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We welcome your support of the Hinckleys Pond/Herring River Headwaters Preservation Project that will result in protecting scenic vistas along the bike trail, water quality, walking trails, and wildlife habitat.
It’s rare to find a land-saving project that could create a ready-to-go walking trail destination and protect scenic views along the bike trail while also protecting the health of a pond and the Herring River. This approximately 31-acre combination of a retired cranberry bog and upland opposite the Cape Cod Regional Technical High School is very visible at the corner of Pleasant Lake Avenue (Rt. 124) and Headwaters Drive. Folks park at the Cape Cod Rail Trail parking area on Headwaters Drive to bicycle, walk, jog, and enjoy the bike path bordering the 31-acre property.
As with many large acreage land preservation projects, success is only possible through partnerships. With your support of Harwich Conservation Trust (HCT), we’ll continue to work with the state and the community to find enough funding for a preservation outcome.
Fred and Barbara Jenkins who owned the property since the late 1990s agreed to sell it for $732,500. The total land acquisition project budget is $800,000 when including expenses for due diligence, legal review, conveyancing, and land stewardship steps including an ecological restoration feasibility study to determine how best to naturalize the retired bog.
If we reach $360,000 in donations, then an anonymous HCT donor has pledged $220,000 in challenge funds to encourage HCT to raise the remaining matching funds of $220,000 needed for the total $800,000 project goal.
The acquisition will be completed over a two-year installment approach. Public parking access is anticipated on Headwaters Drive from the existing bike trail parking and/or an additional parking area east of the bike trail.
Cranberry Farming Changes
Some folks are dismayed that farming ended with the last harvest in 2020. Since the 1990s, bog owners in Massachusetts have increasingly experienced economic hardship because of a surplus of cranberries from other parts of the country and beyond the U.S. driving down market prices. Here’s a brief history of cranberry farming, the reasons why local growers are struggling against larger market forces, and why purchase for land/water protection and ecological restoration are helpful.
The cranberry is a native berry that still grows wild in damp dune swales of the Outer Cape and Sandy Neck. Early settlers to the region cleared naturally-occurring wooded red maple wetlands and Atlantic white cedar wetlands and converted those areas into commercial cranberry bogs from the late 1800s to early 1900s while diverting water from streams and ponds to support the agricultural operations. When growers could fetch a decent price for their harvest, farming could be a lucrative endeavor.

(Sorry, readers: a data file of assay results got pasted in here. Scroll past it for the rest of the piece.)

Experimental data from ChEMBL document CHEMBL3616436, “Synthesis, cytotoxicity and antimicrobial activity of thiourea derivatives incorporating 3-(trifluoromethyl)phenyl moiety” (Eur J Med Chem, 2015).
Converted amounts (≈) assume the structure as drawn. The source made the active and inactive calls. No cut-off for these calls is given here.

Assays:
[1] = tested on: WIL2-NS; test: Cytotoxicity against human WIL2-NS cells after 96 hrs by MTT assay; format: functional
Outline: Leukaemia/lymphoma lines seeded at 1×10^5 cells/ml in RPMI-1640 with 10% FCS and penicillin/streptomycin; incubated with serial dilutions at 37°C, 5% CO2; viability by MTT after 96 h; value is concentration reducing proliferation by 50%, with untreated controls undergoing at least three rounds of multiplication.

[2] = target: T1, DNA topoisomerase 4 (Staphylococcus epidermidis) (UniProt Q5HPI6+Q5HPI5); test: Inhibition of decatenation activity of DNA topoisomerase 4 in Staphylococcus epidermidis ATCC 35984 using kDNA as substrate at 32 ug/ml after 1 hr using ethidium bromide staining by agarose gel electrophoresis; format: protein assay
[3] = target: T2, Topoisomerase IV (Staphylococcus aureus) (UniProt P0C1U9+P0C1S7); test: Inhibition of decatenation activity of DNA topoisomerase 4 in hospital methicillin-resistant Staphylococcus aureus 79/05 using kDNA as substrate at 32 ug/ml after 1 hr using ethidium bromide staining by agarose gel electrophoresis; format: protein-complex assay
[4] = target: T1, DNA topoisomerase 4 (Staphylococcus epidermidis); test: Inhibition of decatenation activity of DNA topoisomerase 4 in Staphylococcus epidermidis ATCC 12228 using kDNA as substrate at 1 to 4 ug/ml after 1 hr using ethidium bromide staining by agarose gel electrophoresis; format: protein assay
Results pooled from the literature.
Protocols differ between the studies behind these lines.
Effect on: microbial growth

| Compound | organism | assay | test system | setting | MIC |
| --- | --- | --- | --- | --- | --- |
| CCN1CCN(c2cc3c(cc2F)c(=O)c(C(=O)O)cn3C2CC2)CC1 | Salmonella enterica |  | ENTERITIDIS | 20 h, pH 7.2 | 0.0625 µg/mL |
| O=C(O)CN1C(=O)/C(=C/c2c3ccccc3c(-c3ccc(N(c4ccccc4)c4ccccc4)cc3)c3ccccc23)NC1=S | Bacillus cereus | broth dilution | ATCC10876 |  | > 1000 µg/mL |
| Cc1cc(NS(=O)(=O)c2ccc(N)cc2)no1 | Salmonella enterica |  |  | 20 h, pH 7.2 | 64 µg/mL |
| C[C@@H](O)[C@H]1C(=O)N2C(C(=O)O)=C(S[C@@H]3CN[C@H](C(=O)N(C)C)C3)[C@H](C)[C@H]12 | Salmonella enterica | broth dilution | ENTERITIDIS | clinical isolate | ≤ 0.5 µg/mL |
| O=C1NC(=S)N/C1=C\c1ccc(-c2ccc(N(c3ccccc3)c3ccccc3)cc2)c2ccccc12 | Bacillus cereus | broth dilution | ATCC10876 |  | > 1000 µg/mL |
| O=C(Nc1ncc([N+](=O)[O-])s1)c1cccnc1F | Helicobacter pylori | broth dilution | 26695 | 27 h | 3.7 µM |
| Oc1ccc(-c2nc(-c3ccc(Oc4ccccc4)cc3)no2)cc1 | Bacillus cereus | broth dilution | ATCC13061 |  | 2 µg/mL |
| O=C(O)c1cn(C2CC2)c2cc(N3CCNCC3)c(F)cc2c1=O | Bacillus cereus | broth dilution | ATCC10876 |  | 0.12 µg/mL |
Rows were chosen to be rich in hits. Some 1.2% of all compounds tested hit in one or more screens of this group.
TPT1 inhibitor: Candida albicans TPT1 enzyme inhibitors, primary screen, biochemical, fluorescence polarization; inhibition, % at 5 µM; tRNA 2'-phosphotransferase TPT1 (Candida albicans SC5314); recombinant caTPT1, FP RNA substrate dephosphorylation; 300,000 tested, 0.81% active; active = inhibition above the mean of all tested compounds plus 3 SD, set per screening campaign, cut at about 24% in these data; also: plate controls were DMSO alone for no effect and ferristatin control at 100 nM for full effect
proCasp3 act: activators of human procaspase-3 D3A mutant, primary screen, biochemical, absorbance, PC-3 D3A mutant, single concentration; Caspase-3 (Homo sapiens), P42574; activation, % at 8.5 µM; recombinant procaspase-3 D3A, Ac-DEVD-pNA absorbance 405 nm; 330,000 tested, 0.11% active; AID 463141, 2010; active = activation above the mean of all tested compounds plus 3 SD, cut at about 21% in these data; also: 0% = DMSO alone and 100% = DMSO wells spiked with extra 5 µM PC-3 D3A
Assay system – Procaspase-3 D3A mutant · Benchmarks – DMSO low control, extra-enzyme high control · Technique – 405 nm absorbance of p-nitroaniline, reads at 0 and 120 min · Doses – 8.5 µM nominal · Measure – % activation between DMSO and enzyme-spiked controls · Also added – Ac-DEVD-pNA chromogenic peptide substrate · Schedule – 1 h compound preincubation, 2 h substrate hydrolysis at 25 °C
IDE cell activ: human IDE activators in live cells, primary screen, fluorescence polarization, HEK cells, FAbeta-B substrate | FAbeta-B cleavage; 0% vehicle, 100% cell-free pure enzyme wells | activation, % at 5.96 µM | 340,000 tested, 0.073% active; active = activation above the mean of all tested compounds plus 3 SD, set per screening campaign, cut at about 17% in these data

Over the past few decades, much larger cranberry bogs have been created in Canada and parts of the Midwest like Wisconsin. This surge of industrial-scale cranberry farming has created a surplus of berries in the market. The backlog of berries and other economic factors have created an unpredictable and downward trending financial value for local growers who are at a competitive disadvantage compared to agribusiness domestically and internationally.
Local Growers Face Financial Challenges
Financial challenges include a lack of available labor to manage bogs as well as climate change resulting in drought and warmer average winter temperatures that prevent sufficient flood-freezing to sand bogs. Periodic sanding is necessary to maintain cranberry vine health and productivity. The Jenkins bogs have not been able to be sanded for this climate change reason in several years and even if a long enough freeze occurred, the cost to sand at this point is estimated at $50,000. Even before the added cost of sanding, growers can barely break even.
Expenses related to irrigation, fuel, fertilizer, and other agriculture needs to be coupled with decreasing cranberry prices mean that growers can no longer depend on a sustainable profit and are looking at other options for their land. These options include selling bog properties including developable upland capable of subdivision on the open real estate market or to towns and local nonprofit land trusts for conservation purposes. For example, the upland along Headwaters Drive could be a subdivision or saved to protect views and water quality.
The financial pressures on local growers are immense and many are forced by declining income to exit the market. With local growers often having been in the business for decades and for the Jenkins, in particular, being fifth-generation cranberry farmers in West Barnstable, it can be a very difficult emotional decision to stop farming. In the end, the economic pressures give growers no choice but to consider alternatives.